Architecture, Building, Spire
SPIKY. Thatbinnyu Temple. Joshua Berida/Rappler

You can rent a bike or an e-bike to get around. Alternatively, you can also rent a horse cart if you want someone else to take you around. Regardless of your chosen mode of transport, getting around is affordable (even if you hire a horse cart). You’ll also have to pay a zone fee that’s valid for a few days.

There are simply so many temples in Myanmar; some of the most famous ones you might want to include in your itinerary are Ananda Temple, Dhammayangyi Temple, Htilominlo Pahto, Thatbinnyu Temple, Shwezigon Pagoda, Bupaya, Shwegugyi Temple, Sulamani Temple, Gawdawpalin Temple, and Shwesandaw Pagoda. Make sure to catch the sunset; the most popular spot to do this is Shwesandaw Pagoda. However, it gets crowded. Try going around an hour before sunset to get a good spot.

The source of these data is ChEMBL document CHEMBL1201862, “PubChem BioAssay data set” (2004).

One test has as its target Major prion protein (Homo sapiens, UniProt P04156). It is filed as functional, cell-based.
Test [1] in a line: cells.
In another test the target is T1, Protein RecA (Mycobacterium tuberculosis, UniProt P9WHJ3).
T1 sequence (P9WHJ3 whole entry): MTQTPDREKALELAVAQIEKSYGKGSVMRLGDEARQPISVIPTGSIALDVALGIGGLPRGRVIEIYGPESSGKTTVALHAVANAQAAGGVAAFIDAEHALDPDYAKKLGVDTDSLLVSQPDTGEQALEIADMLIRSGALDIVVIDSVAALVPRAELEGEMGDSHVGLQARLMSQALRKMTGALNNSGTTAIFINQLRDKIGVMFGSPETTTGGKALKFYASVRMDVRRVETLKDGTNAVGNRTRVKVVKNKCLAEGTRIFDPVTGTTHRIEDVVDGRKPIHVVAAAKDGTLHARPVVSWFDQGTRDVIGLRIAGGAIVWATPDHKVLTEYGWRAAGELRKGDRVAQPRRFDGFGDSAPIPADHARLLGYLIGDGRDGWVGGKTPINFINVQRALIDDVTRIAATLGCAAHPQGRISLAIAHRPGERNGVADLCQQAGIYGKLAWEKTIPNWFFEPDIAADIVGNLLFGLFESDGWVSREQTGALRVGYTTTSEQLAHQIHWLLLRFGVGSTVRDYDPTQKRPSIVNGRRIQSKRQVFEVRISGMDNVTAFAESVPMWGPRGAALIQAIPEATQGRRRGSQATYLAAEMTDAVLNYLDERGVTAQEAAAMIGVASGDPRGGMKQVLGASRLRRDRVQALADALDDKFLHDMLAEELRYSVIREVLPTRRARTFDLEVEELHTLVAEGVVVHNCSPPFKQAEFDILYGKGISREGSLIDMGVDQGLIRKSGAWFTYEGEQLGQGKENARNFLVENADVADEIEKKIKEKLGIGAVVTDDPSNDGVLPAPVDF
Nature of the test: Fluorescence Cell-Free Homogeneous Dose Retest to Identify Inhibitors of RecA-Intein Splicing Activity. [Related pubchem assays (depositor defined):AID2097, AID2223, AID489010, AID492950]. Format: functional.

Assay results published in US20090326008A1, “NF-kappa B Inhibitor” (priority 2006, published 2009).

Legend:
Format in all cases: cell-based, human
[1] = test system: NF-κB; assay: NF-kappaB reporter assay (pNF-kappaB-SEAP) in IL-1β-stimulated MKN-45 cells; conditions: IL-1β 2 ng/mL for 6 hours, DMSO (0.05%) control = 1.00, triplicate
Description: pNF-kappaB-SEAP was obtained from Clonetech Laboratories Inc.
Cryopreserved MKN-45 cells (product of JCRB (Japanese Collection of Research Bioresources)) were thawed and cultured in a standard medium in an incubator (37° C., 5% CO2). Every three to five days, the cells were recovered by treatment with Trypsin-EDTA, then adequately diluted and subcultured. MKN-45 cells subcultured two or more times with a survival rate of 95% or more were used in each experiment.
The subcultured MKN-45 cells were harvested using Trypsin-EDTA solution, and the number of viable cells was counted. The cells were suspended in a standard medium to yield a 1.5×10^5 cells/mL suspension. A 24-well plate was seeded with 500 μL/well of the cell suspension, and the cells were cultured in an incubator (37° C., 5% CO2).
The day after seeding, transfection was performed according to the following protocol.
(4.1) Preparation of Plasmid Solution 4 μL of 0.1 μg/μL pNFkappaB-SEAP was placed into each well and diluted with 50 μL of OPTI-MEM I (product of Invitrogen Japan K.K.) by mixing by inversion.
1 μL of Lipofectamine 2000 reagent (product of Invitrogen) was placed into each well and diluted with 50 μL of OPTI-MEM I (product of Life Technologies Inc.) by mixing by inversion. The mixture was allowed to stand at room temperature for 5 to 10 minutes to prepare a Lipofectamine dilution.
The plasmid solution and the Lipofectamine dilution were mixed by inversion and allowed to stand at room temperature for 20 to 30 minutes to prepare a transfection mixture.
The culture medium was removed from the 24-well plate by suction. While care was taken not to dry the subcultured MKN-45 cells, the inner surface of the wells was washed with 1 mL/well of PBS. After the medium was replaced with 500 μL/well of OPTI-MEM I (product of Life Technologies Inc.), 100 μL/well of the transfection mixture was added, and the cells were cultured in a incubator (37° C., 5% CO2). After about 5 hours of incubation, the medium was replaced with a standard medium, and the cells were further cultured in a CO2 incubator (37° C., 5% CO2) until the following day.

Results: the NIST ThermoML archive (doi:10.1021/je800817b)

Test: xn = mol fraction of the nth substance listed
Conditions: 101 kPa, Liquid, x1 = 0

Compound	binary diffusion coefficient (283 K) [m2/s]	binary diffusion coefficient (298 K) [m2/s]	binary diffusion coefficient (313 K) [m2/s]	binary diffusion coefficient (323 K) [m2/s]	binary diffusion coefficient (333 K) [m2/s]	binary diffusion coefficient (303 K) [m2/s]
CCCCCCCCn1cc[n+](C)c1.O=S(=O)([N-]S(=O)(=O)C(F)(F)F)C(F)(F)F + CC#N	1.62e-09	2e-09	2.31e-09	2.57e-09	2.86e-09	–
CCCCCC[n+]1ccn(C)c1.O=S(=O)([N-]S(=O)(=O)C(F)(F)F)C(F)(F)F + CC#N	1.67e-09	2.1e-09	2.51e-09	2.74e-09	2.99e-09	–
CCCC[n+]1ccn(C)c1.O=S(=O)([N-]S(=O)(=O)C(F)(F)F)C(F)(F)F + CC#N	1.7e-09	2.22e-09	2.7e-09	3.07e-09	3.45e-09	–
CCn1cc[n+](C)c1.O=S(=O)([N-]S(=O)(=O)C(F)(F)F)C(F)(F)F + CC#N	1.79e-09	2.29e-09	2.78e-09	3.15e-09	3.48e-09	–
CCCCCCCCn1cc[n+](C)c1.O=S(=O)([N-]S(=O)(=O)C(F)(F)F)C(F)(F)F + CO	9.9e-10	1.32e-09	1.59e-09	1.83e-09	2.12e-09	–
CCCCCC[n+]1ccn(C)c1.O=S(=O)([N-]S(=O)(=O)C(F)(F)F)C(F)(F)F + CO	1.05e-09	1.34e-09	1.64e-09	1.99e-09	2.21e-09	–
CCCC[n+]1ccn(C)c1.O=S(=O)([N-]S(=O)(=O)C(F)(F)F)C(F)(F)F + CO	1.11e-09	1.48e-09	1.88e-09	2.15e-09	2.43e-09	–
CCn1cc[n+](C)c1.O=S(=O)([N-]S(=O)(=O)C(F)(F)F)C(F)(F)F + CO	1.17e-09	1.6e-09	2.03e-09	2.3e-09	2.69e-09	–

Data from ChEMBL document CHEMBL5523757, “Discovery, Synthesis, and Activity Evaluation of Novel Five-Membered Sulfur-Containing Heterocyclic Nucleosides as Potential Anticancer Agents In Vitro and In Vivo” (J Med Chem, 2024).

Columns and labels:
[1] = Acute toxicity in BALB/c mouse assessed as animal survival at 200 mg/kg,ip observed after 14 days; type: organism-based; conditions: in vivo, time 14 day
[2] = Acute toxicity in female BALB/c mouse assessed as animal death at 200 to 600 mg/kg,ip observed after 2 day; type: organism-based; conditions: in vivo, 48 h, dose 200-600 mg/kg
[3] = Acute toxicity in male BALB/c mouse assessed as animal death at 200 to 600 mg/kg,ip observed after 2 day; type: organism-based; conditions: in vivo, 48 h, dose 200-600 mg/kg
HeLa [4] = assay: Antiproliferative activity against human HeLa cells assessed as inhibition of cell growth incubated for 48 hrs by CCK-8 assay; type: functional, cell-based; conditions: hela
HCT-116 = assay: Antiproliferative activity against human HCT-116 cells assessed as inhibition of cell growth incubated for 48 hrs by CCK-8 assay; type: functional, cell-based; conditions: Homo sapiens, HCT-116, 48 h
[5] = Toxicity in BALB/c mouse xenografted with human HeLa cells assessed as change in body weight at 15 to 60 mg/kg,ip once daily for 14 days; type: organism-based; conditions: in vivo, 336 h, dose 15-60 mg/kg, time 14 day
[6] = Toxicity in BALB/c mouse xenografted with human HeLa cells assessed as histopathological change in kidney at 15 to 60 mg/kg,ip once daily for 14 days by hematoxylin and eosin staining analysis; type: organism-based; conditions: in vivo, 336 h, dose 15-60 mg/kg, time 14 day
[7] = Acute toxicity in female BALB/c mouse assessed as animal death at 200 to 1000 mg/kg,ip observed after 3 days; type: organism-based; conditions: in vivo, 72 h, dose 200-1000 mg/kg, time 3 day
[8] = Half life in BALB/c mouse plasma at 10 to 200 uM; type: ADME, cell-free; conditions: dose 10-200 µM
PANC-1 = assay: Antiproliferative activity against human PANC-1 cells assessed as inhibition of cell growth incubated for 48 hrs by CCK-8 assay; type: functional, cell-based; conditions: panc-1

Architecture, Building, Spire
ANCIENT. Ananda Temple. Joshua Berida/Rappler

Day 3

See another part of the country with a day trip to Mt. Popa. The drive to this destination is quite scenic, where you’ll see the countryside and Myanmar’s beautiful landscape. The main attraction of this trip is the monastery perched on a hill (Taung Kalat). You’ll see it looming over the town, which makes it a good photo op. You’ll have to climb 777 steps to reach the monastery. At the top, you’ll see bird’s eye views of the surroundings. After the trip, you’ll head back to Bagan. You can book a tour or share a ride with other tourists to reach Mt. Popa.

Slate, Rock, Person

Day 4